NewsLocal News

Actions

Justice with Jessica: Underage drinking can break the bank for party hosts

corona light beer.jpeg
Posted at 9:53 AM, Jul 01, 2022

DENVER — Americans will likely spend about $1.4 billion on alcohol for the Fourth of July holiday, according to Wallet Hub. In certain cases, excessive drinking at a party could lead to civil liability for the hosts, especially when it comes to minors.

In Colorado, social hosts could have to pay damages if they knowingly serve alcohol to a person under the age of 21 and that results in the minor causing bodily injury to another person or property damage. For example, a minor could drink excessively at a party and then get into a car accident.

“Some of the practical reasons is that we know that minors aren't as equipped to make proper decisions,” said Joyce Akhahenda, a Colorado defense attorney who serves on the Executive Board of the Sam Cary Bar Association. “That's why there's a responsibility for adults when it comes to the behavior of minors. And in regard to the safety risks, you don't want people who are drinking to be driving.”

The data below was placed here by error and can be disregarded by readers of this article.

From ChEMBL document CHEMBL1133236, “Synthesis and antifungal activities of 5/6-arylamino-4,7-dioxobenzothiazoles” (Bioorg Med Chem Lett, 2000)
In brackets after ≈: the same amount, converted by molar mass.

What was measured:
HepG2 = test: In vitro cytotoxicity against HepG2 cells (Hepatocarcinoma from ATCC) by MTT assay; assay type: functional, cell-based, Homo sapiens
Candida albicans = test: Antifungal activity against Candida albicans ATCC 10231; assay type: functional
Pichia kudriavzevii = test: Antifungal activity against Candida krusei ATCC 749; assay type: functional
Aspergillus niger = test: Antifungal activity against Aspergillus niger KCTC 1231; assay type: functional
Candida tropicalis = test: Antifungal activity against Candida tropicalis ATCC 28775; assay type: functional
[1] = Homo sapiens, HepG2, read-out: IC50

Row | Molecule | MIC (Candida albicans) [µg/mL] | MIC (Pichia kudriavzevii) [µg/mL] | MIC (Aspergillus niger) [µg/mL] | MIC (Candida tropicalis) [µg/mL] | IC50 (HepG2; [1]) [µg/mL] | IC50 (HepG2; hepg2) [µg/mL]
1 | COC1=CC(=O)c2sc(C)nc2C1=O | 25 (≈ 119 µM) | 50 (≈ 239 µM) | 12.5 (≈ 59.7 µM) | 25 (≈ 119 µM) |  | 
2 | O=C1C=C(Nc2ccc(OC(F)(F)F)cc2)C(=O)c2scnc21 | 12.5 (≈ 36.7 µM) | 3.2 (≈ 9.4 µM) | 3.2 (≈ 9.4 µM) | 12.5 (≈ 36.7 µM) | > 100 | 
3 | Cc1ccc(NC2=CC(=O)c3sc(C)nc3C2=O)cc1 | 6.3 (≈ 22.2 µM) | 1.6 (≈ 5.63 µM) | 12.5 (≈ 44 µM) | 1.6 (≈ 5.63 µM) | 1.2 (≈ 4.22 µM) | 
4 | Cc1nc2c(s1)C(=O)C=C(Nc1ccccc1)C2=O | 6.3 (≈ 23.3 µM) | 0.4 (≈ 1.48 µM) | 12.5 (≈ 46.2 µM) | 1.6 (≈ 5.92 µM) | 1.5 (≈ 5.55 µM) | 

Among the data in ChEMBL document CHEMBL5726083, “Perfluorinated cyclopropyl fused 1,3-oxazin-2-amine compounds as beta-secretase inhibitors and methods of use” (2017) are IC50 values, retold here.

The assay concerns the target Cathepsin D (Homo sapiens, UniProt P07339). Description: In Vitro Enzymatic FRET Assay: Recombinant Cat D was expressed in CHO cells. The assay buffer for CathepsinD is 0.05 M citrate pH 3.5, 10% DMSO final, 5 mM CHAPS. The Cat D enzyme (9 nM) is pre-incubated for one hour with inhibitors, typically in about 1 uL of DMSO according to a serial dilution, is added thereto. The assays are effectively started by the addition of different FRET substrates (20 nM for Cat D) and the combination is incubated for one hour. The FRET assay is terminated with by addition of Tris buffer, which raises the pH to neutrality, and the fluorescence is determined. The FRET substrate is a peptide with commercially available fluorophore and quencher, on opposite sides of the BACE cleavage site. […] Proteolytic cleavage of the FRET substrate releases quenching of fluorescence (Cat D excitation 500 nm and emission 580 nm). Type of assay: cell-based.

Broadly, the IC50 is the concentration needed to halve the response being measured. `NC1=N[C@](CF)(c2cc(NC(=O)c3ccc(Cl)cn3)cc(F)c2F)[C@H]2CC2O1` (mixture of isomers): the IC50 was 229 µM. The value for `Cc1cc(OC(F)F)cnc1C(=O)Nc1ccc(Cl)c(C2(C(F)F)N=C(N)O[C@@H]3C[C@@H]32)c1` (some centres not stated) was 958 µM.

Justice with Jessica: Underage drinking can break the bank for party hosts

Drinking and driving can be a major problem on the Fourth of July. According to the National Highway Traffic Safety Administration, 38% of all motor vehicle deaths on Independence Day in 2019 were alcohol-related.

Sharing alcoholic drinks with minors could lead to criminal liability as well.

If someone encourages a minor to do something that would break the law, that person could be charged with “delinquency of a minor,” which can be a felony in some cases.

As multi-generational families gather to enjoy the holiday, it’s important to keep in mind that minors are generally not permitted to drink in Colorado until the age of 21, unless they are in a private place and have consent from their parents.